I spent a few days working on the milk paint finish of that I had started at the end of my last post. I’m going to hold off on the details of the process for now. I’ve been asked by Salko Safic to write an article for an upcoming issue of his new, online, hand tool centric, magazine, “Handwork“. After reading through the first issue, I’m pretty sure I’m in way over my head, but I’m going to give it my best effort. So if your interested in my process, keep an eye out for next issue of “Handwork”. At any rate, the finish on the stool is almost complete, but before I complete the finish, I need to weave the seat.
The seat weaving is a repeat of the fibre rush seats that I put on my last two stools. I can use the practice! Actually the weaving process is starting to grow on me as I gain a little experience with it. Someone commented recently that the process has a meditative quality and I’m inclined to agree.
There are few things that I have picked up along the way. First, it is recommended that you dip your working bundle of fibre rush (twisted paper) into water for a few seconds before beginning the weaving process. I’m sure that this varies by brand, but for the particular product that I have, less time in the water is better. I have found the bundle much more manageable if I simply dink it in water and immediately bring it back out. Shaking out any excess water.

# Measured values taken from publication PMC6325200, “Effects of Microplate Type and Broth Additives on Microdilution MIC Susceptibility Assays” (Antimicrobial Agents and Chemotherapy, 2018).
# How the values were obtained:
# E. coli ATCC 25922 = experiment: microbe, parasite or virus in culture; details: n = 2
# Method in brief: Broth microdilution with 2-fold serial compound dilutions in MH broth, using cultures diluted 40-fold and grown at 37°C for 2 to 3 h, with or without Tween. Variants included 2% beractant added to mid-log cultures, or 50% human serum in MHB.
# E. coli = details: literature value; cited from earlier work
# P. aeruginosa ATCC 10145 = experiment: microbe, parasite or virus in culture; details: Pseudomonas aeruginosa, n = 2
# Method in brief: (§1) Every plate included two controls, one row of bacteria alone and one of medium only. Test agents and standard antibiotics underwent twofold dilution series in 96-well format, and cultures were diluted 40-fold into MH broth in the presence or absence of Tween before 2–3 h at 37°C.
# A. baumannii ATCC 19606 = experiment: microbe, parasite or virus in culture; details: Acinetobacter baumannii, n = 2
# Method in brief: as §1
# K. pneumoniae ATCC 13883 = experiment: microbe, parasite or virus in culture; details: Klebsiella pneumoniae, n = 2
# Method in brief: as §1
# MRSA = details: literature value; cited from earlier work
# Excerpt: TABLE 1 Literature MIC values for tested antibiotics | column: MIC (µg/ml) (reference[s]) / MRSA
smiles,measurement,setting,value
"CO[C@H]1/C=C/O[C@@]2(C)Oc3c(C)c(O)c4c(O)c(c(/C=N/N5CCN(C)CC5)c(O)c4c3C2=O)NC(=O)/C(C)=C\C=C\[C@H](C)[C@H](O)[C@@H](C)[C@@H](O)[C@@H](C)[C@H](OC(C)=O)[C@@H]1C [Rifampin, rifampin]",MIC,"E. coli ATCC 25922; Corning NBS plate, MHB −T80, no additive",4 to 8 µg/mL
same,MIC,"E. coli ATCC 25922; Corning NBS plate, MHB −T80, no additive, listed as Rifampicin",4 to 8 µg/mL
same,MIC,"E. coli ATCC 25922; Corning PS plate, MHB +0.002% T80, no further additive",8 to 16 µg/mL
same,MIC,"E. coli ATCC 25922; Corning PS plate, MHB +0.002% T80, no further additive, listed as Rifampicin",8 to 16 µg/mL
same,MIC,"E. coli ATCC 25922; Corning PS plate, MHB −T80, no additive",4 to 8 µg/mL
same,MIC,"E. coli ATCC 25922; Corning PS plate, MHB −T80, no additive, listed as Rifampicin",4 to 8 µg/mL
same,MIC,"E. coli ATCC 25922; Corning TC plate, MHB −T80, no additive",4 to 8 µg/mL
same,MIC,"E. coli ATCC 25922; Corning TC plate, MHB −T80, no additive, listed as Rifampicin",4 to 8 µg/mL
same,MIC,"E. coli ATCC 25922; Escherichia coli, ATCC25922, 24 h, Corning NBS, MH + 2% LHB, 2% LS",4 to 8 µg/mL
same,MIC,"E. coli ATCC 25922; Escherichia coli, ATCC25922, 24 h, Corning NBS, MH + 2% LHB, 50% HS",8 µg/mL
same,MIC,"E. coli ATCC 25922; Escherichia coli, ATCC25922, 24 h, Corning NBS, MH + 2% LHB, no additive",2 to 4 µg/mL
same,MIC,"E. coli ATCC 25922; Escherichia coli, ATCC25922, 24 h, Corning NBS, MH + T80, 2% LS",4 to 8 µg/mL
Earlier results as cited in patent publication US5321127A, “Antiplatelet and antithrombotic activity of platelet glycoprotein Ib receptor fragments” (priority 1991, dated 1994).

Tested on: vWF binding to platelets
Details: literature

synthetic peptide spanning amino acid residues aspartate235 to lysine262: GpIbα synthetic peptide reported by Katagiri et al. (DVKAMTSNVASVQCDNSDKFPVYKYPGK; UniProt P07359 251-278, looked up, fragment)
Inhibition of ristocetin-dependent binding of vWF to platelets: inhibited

I’ve also changed how I join in a new working bundle of rush. Most sources recommend the use of a square knot. Obviously this works and it is easy and quick to do. The drawback is that the square knot is bulky. Most of these knot will be hidden by the weave or only show on the bottom, but the bulky knot bothers me. One resource I have recommends a simple seizing to join in a new working bundle. I gave this a go using waxed sail twine and like the result much better. The seizing is much less bulky and only takes a minute or so to tie. Technically I joined these with a “common whipping“, there are no frapping turns, but it is more than strong enough for the application.
A comparison of the two methods.
Another lesson learned is to, after every few wraps, use a block of wood to compress the wraps so that they remain parallel with the rungs. The natural tendency of the weaving process is that the turns around the rungs grow wider than the crossings in the center. A little persuasion brings everything back into alignment.
Finally, internalize the mantra, “work the corners, work the corners“. Every turn of the cord that generates the internal corners must be neat. Crisp tight corners are what gives the finished product a crisp, neat appearance. A single sloppy turn will show in the finished seat. I’m getting better, but have a ways to go.
Two coats of shellac is plenty to seal the fibre rush. It really is surprising how much shellac the first coat will absorb, but the next coat goes on quickly.
The last thing to do was add one last coat of Tried & True Original to the stool frame and give it a final buff with a soft cloth.
Part 2 Greg Merritt